Damascus, Syria – On Monday, the U.S. emphasized that it is “not ready” to enforce a no-fly zone over Syria.
American officials have recently held talks with the Turkish authorities regarding the possibility of establishing a no-fly zone in Syria, which was proposed by Turkey as a condition to join the international coalition combating extremists of the Islamic State (IS/ISIS) in the war-torn country.
Josh Earnest, the spokesman of the White House, told reporters that the U.S. was open to discussing several options with the Turkish government.
“But a no-fly zone over Syria was not on the table at this point,” Earnest said.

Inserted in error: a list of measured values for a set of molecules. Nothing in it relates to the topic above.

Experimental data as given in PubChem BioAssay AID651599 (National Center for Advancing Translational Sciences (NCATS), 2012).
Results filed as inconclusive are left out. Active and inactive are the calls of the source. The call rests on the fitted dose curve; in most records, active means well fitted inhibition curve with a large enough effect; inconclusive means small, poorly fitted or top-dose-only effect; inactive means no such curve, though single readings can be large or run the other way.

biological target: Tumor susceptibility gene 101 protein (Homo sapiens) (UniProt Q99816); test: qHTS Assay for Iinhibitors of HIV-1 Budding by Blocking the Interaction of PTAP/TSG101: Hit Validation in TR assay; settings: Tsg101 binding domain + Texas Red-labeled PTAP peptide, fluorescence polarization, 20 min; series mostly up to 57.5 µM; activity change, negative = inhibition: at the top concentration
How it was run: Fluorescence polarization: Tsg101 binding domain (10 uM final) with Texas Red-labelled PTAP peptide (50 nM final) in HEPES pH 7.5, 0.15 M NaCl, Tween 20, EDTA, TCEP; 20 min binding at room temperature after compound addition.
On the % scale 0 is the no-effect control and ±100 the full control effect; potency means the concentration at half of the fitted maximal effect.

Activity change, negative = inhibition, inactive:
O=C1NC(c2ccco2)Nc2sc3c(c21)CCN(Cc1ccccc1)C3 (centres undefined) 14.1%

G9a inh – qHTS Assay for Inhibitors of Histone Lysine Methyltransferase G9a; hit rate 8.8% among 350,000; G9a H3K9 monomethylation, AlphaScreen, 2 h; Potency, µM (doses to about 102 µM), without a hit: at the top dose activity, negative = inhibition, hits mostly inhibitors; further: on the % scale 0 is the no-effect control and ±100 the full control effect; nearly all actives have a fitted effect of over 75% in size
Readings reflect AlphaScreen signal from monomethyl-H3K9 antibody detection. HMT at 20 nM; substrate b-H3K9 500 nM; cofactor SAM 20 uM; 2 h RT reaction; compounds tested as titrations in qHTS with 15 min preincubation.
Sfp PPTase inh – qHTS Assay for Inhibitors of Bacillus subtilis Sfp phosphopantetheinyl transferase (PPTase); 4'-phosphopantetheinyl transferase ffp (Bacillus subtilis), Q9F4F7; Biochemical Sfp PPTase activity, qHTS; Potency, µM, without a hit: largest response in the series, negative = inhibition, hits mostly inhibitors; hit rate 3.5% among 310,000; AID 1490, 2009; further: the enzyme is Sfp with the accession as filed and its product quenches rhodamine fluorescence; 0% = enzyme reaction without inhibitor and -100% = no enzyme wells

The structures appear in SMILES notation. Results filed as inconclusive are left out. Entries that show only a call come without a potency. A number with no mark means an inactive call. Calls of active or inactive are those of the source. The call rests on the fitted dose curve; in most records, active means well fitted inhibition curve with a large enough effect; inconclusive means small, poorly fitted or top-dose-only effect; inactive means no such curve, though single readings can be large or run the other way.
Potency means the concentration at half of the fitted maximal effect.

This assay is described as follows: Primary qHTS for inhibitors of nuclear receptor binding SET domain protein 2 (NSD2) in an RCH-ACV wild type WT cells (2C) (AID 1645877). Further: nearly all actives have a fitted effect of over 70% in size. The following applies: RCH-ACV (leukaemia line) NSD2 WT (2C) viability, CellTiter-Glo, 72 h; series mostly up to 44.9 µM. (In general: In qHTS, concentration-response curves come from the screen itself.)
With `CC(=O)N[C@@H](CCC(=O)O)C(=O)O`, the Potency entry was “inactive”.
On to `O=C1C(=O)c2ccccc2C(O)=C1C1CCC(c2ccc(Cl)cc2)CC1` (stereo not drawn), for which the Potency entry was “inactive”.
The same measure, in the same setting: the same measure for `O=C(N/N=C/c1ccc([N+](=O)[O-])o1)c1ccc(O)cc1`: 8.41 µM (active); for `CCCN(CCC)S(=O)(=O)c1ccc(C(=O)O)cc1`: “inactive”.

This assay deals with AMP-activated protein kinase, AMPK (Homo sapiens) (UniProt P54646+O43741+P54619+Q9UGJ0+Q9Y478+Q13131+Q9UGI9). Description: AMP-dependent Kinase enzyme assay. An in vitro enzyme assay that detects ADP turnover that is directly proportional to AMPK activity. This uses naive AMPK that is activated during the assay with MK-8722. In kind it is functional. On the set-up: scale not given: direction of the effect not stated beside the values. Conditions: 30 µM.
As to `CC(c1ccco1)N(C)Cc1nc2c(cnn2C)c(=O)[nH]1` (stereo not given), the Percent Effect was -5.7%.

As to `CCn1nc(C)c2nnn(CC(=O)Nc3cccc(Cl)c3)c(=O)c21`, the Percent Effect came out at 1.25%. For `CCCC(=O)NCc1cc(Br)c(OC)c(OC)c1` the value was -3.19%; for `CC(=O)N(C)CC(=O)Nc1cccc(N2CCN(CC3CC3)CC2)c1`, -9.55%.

Turkey has long supported the idea of creating a buffer zone inside Syria to accommodate refugees from the three-way fight between Bashar al-Assad’s regime, rebels, and Islamic State of Iraq and Syria (ISIS) jihadists.
But Ankara, which has seen fighting on its southern frontier, has so far failed to persuade its NATO ally Washington, despite U.S. jets already hitting IS targets inside Syria, to put its might behind the plan.
U.S. media reports over the weekend suggested that the U.S. stance was shifting after a visit to Turkey last month by Vice President Joe Biden, but Earnest insisted that this was not the case.
Reporting by: Jawad al-Ali
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